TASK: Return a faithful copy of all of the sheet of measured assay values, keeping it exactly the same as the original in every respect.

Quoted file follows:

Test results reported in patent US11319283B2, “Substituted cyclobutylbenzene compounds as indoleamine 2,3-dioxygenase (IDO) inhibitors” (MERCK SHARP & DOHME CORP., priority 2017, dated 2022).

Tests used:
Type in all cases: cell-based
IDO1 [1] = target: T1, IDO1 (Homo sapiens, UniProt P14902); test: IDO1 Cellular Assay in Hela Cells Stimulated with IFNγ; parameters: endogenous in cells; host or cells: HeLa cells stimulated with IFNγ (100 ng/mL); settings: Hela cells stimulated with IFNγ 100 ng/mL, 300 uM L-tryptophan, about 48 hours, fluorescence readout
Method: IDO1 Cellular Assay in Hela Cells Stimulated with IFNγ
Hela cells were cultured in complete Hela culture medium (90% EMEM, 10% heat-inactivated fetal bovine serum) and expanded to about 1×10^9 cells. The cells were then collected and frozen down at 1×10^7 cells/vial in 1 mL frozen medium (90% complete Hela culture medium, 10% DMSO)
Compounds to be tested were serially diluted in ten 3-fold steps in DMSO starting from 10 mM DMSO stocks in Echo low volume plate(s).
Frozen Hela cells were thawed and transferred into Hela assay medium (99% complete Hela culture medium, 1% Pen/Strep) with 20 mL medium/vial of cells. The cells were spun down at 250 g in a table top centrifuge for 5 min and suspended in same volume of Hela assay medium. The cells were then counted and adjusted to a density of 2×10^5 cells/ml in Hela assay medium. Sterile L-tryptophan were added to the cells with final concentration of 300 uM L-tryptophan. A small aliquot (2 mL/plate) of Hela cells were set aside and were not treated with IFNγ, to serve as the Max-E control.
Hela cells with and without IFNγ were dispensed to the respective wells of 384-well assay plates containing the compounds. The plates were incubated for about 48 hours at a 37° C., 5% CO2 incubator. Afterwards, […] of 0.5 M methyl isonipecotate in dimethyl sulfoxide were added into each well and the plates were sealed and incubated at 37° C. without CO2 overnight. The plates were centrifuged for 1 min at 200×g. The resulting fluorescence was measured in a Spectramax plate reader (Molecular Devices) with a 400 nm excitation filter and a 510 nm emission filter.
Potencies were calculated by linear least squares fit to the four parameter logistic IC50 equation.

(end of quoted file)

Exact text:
Test results reported in patent US11319283B2, “Substituted cyclobutylbenzene compounds as indoleamine 2,3-dioxygenase (IDO) inhibitors” (MERCK SHARP & DOHME CORP., priority 2017, dated 2022).

Tests used:
Type in all cases: cell-based
IDO1 [1] = target: T1, IDO1 (Homo sapiens, UniProt P14902); test: IDO1 Cellular Assay in Hela Cells Stimulated with IFNγ; parameters: endogenous in cells; host or cells: HeLa cells stimulated with IFNγ (100 ng/mL); settings: Hela cells stimulated with IFNγ 100 ng/mL, 300 uM L-tryptophan, about 48 hours, fluorescence readout
Method: IDO1 Cellular Assay in Hela Cells Stimulated with IFNγ
Hela cells were cultured in complete Hela culture medium (90% EMEM, 10% heat-inactivated fetal bovine serum) and expanded to about 1×10^9 cells. The cells were then collected and frozen down at 1×10^7 cells/vial in 1 mL frozen medium (90% complete Hela culture medium, 10% DMSO)
Compounds to be tested were serially diluted in ten 3-fold steps in DMSO starting from 10 mM DMSO stocks in Echo low volume plate(s).
Frozen Hela cells were thawed and transferred into Hela assay medium (99% complete Hela culture medium, 1% Pen/Strep) with 20 mL medium/vial of cells. The cells were spun down at 250 g in a table top centrifuge for 5 min and suspended in same volume of Hela assay medium. The cells were then counted and adjusted to a density of 2×10^5 cells/ml in Hela assay medium. Sterile L-tryptophan were added to the cells with final concentration of 300 uM L-tryptophan. A small aliquot (2 mL/plate) of Hela cells were set aside and were not treated with IFNγ, to serve as the Max-E control.
Hela cells with and without IFNγ were dispensed to the respective wells of 384-well assay plates containing the compounds. The plates were incubated for about 48 hours at a 37° C., 5% CO2 incubator. Afterwards, […] of 0.5 M methyl isonipecotate in dimethyl sulfoxide were added into each well and the plates were sealed and incubated at 37° C. without CO2 overnight. The plates were centrifuged for 1 min at 200×g. The resulting fluorescence was measured in a Spectramax plate reader (Molecular Devices) with a 400 nm excitation filter and a 510 nm emission filter.
Potencies were calculated by linear least squares fit to the four parameter logistic IC50 equation.